As we crossed we were saluted with honks and waves from a guy in a cement mixer and the driver of the train going the opposite direction.  Once over the bridge into Ohio I knew I was past the halfway mark.  I glanced at my watch and the time was under 41 minutes.  Holy crap!  I was still on pace.  A little more Green Day, a little more jogging, a little more adrenaline when I lumbered past the skinny bitch in the pink jogging skirt.  Okay, she may have been a perfectly nice lady, but she was thin and had nice legs and probably would have made fun of me in high school, so I used my bitterness to my advantage. 

By mile four we were back near the stadium and the spectators had increased significantly.  So did my anxiety.  I slowed down to a walk again and tried to figure out if I could reach my goal without any canine cavorting.  Then I thought, "To hell with it."  I caught my breath, then went back to my ungainly gallop.  At mile five I texted my husband for the last time.  All that fiddling with the phone and its case and trying to type was slowing me down even more and I needed all the seconds I could get.  I shoved the phone case in my pocket and checked my watch.  It read an hour and six minutes.  A few quick calculations and I realized I could walk the last 1.2 miles at a very moderate 3.2 m.p.h. and still come in under 1:30:00.  I couldn't believe it.  I could make it.

As "I'm Too Sexy" by Right Said Fred blared in my ears I started to get worried.  What if I suddenly hit the wall?  What if some muscle decided to pop and I could only limp the rest of the way?  I had visions of me crawling to the finish line as all the skinny bitches ran past me and my goal slipped away.  I started to jog again.  By that point I probably looked like I was wearing ankle weights, my feet fighting gravity with each step.  I chugged up the tiny incline on Pete Rose Way that now felt as steep as Mt. Everest.  The six mile marker was in sight.  I could make it.  I think I can, I think I can...  OK, only two-tenths of a mile.  I inhaled deeply and slowed down to a walk.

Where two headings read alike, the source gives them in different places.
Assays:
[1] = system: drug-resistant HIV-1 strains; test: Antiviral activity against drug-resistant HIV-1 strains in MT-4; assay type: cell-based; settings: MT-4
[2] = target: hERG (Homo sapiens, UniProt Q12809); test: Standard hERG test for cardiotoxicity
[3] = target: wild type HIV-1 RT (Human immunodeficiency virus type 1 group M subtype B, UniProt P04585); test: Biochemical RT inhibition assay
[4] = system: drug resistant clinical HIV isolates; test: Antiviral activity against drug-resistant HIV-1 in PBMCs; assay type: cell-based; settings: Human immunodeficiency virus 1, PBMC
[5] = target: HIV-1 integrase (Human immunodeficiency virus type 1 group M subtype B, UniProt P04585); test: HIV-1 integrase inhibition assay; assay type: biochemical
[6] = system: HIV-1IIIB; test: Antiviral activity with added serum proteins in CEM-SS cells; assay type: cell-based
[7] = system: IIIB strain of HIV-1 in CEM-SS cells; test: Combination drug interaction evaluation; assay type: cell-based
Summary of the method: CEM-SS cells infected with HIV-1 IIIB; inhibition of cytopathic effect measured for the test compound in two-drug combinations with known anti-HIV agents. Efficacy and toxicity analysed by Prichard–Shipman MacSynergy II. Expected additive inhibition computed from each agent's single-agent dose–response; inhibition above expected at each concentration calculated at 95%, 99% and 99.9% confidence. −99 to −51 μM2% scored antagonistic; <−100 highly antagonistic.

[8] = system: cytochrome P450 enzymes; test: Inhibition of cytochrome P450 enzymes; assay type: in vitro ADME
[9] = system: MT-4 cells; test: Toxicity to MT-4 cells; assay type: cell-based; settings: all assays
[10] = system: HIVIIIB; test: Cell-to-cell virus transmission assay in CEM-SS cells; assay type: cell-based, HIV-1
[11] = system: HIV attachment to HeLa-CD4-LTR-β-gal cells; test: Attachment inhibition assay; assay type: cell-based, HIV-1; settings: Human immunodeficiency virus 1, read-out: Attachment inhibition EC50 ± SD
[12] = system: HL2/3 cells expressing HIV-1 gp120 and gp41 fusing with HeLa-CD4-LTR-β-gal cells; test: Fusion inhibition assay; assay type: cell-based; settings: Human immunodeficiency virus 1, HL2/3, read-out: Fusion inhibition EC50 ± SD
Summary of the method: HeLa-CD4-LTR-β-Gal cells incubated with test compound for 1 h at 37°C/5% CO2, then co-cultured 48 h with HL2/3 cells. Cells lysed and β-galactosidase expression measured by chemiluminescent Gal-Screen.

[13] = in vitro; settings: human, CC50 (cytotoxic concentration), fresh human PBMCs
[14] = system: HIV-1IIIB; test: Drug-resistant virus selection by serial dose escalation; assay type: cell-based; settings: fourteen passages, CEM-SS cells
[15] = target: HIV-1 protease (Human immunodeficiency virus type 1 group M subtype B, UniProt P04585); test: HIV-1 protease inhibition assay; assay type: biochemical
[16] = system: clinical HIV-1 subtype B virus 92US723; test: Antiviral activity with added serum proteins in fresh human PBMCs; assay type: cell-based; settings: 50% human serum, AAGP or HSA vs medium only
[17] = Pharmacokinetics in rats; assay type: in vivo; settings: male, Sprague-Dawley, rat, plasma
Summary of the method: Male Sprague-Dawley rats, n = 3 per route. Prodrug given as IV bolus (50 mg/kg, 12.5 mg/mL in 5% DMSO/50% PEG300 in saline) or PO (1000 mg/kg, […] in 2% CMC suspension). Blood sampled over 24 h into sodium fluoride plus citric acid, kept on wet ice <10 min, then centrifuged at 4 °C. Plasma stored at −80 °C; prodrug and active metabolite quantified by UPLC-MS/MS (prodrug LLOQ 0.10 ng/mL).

Up ahead I could see the "Finish Swine".  I was gonna do it!  I looked to my left and could see my cheering section.  I waved my arms at them and then saw their looks of recognition as they picked me out of the crowd.  I gave them two thumbs-up as I walked past and there are few times in my life when I've been quite that happy.  I intended to just walk across the line, but in my peripheral vision I caught one last bouncing Barbie coming up on the inside.  With a final jolt of adrenaline, I scuttled away from her and across the line.

I tried to catch my breath as a teenage boy put the medal around my neck and another guy handed me a Mylar blanket.  I'm sure I looked like an idiot, smiling to myself as I wandered into the recovery area practically jumping up and down.  I slurped a cup of Gatorade and grabbed a bottle of water.  My cheerleaders were to meet me outside this participants-only area.  I didn't see them, so I took the opportunity to email my mommy.  My official time, I found out later, was 1:21:41.  I honest to God didn't think it was possible.  I didn't think I could move that well if I had a zombie on my ass and a donut truck in front of me.

So, do I consider myself a great athlete now?  Not hardly.  The real athletes were crossing the finish line before I hit the first water station.  It never was about me being fast or good compared to anyone else.  It was me compared to a past me, By-Default-Girl.  I remember trying to do Jane Fonda's workout tape when I was in high school, her second one that had an aerobic section about three minutes long.  I couldn't do it.  I had no stamina whatsoever.  That certainly didn't improve as I got older.  My joy isn't because I did something no one else could do.  It's because I did something I didn't think I could do.  And there's magic in that, I tell you.  Magic.


Nancy Susanna Breen said...

Congratulations! And your post is incredibly well written--something else you're really good at.

Anonymous said...

This is a great post with great pictures.